Someone suggests it isn't really a problem and we should ignore it. This person is very effective at their job and gets lots of stuff done once we've decided to take action. But there's a problem, actually tons of them, they're piling up now and we still have daily conversations about how they aren't a problem, (on a big long rotation so nobody seems to recall if we've seen this one before on any given day.)


No. Nobody said don't deal with the problem. Nobody said it isn't really a problem either. I'm saying go ahead and deal with the problem as best as you can, privately. If you still can't solve it at the source, then mitigate it on your end, and move on. Just because ∃ a problem and you encounter it for a long time, that doesn't mean you need to alarm people across the planet over it, or to publicly crucify someone in the process.


Nobody is being crucified. Nobody said they can't solve it at the source. They seem to want to solve it, at least outwardly. You're forgetting that only this forum seems to have the capability of reach, to reach those who are empowered to fix the problem.

If it was just a problem for this one person, well that would be a real anomaly. But adding a filter rule to always block is ignoring the problem, in the context of my work-life analogy, not fixing it.


Seems a bit overdramatic. Just mark as spam or make a filter. I know it's the principle of the thing, but still, a bit over the top.


Obviously not the real solution, but at that point it's time to just mark their emails as spam as they would squarely fit the definition by then.


Same thing happened to me, but with Heroku/Salesforce. You can read about it here: https://news.ycombinator.com/item?id=21969358

Account was suspended about 10 months ago (for no reason given). I sent Heroku, Salesforce, their data protection officers emails asking them to remove my account, databases, codes, everything on it.

I kept receiving notifications that an active account would receive. And their DPO lied to me that they have closed the account.

Another US company doing that is not really a coincidence.


Look, memory synchronization is hard. Some operations might take a decade to achieve consistency.


Just push the consistency date past any human life span and the problem is solved.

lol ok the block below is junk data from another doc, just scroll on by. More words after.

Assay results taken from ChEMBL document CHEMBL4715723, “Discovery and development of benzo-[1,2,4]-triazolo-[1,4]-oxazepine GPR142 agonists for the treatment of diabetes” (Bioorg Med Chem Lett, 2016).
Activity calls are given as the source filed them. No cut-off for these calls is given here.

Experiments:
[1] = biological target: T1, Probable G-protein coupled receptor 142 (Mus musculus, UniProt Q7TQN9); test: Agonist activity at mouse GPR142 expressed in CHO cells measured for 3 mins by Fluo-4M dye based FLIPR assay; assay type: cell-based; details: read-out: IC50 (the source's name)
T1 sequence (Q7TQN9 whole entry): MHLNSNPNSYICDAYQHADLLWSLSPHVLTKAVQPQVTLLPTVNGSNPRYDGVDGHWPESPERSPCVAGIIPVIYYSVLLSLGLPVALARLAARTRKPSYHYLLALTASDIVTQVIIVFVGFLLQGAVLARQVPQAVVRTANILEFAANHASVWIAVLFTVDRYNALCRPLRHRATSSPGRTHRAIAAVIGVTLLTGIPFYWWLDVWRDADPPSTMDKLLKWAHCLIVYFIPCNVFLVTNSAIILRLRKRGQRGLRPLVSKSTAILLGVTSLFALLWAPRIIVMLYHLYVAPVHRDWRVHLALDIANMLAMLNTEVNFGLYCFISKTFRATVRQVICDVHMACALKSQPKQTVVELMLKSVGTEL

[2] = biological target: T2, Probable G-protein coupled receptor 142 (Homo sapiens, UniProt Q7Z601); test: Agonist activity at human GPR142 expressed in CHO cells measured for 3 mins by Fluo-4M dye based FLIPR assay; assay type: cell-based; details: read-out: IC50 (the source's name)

I made a GDPR data deletion request to a certain large website like a year ago. There was some caveat about retaining some data that they legally have to hold on.

About 11 months after they confirmed that my data had been deleted, they sent me an email informing me about their changed Terms of Service. So I guess my email at least wasn't pruned. Who knows how much more data they are holding on.


> Who knows how much more data they are holding on.

The safe assumption is that any data a company has ever had on you is still stored by them no matter what they say to the contrary, and will be until the end of time. Apart from being a hermit living in a cave in Montana from birth to death, there is no guarantee of data privacy in the modern world. Anyone who tells you otherwise is trying to get and sell your data.


I’ve had this like 3 times already. You had to mail customer support for data deletion, and after that, you got a mail with ‘are you satisfied with our help?’. Well hell no, because you still store my email adress.


If they need the e-mail address for legal reasons then you can not withdraw consent, as consent was not the legal basis for storing this data in the first place. They also correctly inform you about changes in the terms of service, as this likely affects the data they store on you (e.g. they might have another legal basis for storing it).


>If they need the e-mail address for legal reasons then you can not withdraw consent, as consent was not the legal basis for storing this data in the first place.

No, I can widthdraw consent as much as I want. If they have a legal basis for storing my email address, then they can keep it regardless of my consent. However, I have no way of knowing if they actually have a legal basis for storing my email address or if they are just holding onto it.


That's what I said. Your can withdraw consent (which you never gave), or tell them that you like color purple more than you like red, but it will have no effect since it's not the basis for processing it. The privacy policy should list what data they collect and for what reason.

However if they process your e-mail for several purposes based on different legal basis (for instance they also use e-mail for marketing purposes), they should stop using it for these reasons which you requested (for instance - all applicable) where consent was the basis for processing.


Their "legal reasons" can go jump off a cliff when someone else signs up for something with my email address. I didn't agree to any of this, including their ToS in all forms. Unsubscribe means unsubscribe. Any further email will be marked as spam.


What you wrote is based on emotions and not on law, and will be disregarded. The law allows many more reasons for processing your e-mail or other personal data without your consent.